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July 21, 2015


Jake Annister

The church DID NOT refuse ordination of women. Rather, it determined that the conference leaders are not to determine it just like they are not to determine men. Ordination is determined by the votes of the congregation and it stays the same without change. Women can still be ordained.

Loren Seibold

I think you'd find, Jake, that very few who voted "no" thought they were merely voting on whether the unions or the divisions got to decide. That was the lawyerly interpretation, but in fact, for those voting "no", it was a referendum on women's ordination.


However those who voted against the proposal felt about it, or what they hoped it would mean, the reality is that ordination is still decided upon at the level of the Union. Further, some would point out that failing to ordain places the church in North America at odds with its own working policy of non-discrimination. So while those who voted "no" may have done so as an intended statement of referendum, it does not in fact mean that as far as the practice goes.

Eric Morris

There is some good reasoning for the concept that the Unions had authority to choose ordination (which is why Pacific Union and Columbia Union were able to choose it without repercussions in 2012, in spite of TW's protests); and that the Unions still have this authority. The vote on July 8 simply left the status quo in place, as Dr. Artur Stele (GC VP) announced in his news conference after the July 8 vote. http://EqualOrdination.com/actual-significance/ and http://EqualOrdination.com/unions-authority/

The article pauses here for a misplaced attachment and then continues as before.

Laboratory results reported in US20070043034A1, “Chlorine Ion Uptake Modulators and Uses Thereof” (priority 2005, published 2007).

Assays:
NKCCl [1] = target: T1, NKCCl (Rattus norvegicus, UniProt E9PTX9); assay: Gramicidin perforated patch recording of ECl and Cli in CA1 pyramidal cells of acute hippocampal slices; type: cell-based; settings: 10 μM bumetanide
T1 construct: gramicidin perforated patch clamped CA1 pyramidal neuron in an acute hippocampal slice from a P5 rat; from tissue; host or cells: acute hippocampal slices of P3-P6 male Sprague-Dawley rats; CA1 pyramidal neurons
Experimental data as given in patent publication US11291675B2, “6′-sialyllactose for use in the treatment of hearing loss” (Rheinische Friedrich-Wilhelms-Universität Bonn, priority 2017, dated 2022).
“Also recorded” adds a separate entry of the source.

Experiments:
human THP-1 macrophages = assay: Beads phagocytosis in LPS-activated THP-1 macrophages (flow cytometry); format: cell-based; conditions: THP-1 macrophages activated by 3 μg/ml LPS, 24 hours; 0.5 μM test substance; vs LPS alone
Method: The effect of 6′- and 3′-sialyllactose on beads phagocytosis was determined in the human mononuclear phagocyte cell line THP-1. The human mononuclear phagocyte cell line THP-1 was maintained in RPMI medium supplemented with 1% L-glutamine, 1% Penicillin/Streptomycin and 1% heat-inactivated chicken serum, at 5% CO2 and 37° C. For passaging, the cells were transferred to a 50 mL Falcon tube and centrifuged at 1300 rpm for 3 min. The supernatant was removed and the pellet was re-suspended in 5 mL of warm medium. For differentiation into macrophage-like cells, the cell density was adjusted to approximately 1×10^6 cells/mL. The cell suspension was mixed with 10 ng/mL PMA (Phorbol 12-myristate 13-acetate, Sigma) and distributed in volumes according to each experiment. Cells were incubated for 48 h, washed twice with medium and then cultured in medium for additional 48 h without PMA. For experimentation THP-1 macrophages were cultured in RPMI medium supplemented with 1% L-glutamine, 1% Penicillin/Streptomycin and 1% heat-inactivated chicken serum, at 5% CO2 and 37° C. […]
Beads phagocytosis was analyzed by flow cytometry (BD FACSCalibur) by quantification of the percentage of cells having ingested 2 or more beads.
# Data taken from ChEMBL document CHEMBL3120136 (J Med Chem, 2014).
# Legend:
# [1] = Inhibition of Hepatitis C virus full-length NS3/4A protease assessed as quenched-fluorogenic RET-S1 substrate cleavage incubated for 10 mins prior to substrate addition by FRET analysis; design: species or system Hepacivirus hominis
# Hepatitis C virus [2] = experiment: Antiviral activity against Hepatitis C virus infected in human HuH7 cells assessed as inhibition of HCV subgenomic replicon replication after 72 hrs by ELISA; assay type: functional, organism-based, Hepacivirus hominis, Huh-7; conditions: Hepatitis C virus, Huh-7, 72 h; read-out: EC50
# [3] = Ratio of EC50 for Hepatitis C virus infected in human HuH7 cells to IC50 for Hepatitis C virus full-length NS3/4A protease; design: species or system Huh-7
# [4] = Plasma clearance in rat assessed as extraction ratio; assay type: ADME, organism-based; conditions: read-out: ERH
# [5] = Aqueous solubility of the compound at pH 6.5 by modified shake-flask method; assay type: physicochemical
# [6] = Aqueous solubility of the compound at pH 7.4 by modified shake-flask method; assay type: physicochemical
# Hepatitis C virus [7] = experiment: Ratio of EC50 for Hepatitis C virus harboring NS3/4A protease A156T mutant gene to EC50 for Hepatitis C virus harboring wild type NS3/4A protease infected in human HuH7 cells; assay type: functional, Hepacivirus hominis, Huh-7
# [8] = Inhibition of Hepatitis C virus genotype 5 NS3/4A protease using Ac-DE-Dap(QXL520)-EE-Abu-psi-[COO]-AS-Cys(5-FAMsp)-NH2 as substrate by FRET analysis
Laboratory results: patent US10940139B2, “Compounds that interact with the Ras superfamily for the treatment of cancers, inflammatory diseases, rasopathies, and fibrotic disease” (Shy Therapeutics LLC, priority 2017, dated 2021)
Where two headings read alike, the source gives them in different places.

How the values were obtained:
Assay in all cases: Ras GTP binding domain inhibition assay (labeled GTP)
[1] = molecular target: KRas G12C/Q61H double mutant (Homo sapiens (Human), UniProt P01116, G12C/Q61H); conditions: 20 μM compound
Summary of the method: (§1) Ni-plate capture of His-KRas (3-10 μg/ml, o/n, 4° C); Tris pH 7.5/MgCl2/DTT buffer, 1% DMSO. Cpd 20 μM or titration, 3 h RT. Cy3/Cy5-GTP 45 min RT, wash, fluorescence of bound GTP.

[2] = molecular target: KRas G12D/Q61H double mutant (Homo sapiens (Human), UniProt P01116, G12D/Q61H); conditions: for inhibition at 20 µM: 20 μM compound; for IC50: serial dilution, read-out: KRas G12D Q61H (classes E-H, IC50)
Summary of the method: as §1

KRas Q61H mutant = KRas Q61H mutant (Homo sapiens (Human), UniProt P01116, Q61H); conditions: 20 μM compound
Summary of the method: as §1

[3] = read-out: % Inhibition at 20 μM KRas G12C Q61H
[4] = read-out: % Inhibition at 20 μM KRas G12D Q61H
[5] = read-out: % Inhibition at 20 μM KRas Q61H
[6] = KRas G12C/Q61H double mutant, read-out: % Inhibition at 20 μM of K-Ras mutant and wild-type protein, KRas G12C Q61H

Loren Seibold

I agree with what you say, Kcurtis and Eric. The way the decision was structured left an opening for the unions to continue to do what they want to do—at least in their minds. (I think eye hath not seen nor hear heard what the GC has prepared for them who defy what they believe is the meaning of the vote.)

Remember that there wasn't a single person who voted "no" that day who was thinking, "I'm fine with women's ordination: I just don't want the divisions to decide it." Nor were many who voted "yes" thinking, "I just want to move the jurisdiction of this up a level." Everyone was voting on women's ordination.

I'm only saying that you cn expect upcoming events to reflect what people thought they were voting on, not what the motion said, technically.

Marygrace Coneff

The sad part that so many seem to miss in voting no is that they were saying that there is inequality in our church. Which is true, and a very LONG history of it!

I graduated in 1981 and was not even interviewed for a pastoral position because of my gender. If I had been married to a minister, or a doctor who was wanted somewhere and could negotiate like two of my colleagues did, maybe I would have had a chance. Instead, two of my male colleagues were accepted, one who lived with his girlfriend, both drank and did drugs. And one of them got caught plagiarizing not once, but twice. He was hired and went on to have multiple affairs in each church he was assigned to. His wife was a loverly woman and I don't like what he did to her. He was finally removed and is now a used car salesman. I am sure he does well because he can lie and not worry about it at all.